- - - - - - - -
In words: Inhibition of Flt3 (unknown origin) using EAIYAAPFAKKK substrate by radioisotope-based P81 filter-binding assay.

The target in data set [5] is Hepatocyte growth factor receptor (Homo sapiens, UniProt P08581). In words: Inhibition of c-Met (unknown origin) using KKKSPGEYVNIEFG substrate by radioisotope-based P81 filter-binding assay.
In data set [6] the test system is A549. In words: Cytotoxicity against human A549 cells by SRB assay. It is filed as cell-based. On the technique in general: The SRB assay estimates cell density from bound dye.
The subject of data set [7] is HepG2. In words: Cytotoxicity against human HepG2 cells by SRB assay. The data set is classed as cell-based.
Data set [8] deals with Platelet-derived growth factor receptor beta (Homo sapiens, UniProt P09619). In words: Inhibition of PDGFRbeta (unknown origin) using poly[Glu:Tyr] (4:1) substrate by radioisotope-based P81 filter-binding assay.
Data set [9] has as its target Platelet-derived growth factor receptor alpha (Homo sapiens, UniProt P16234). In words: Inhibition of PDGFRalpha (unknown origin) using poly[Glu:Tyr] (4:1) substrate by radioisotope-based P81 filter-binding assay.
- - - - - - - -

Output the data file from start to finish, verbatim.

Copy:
In words: Inhibition of Flt3 (unknown origin) using EAIYAAPFAKKK substrate by radioisotope-based P81 filter-binding assay.

The target in data set [5] is Hepatocyte growth factor receptor (Homo sapiens, UniProt P08581). In words: Inhibition of c-Met (unknown origin) using KKKSPGEYVNIEFG substrate by radioisotope-based P81 filter-binding assay.
In data set [6] the test system is A549. In words: Cytotoxicity against human A549 cells by SRB assay. It is filed as cell-based. On the technique in general: The SRB assay estimates cell density from bound dye.
The subject of data set [7] is HepG2. In words: Cytotoxicity against human HepG2 cells by SRB assay. The data set is classed as cell-based.
Data set [8] deals with Platelet-derived growth factor receptor beta (Homo sapiens, UniProt P09619). In words: Inhibition of PDGFRbeta (unknown origin) using poly[Glu:Tyr] (4:1) substrate by radioisotope-based P81 filter-binding assay.
Data set [9] has as its target Platelet-derived growth factor receptor alpha (Homo sapiens, UniProt P16234). In words: Inhibition of PDGFRalpha (unknown origin) using poly[Glu:Tyr] (4:1) substrate by radioisotope-based P81 filter-binding assay.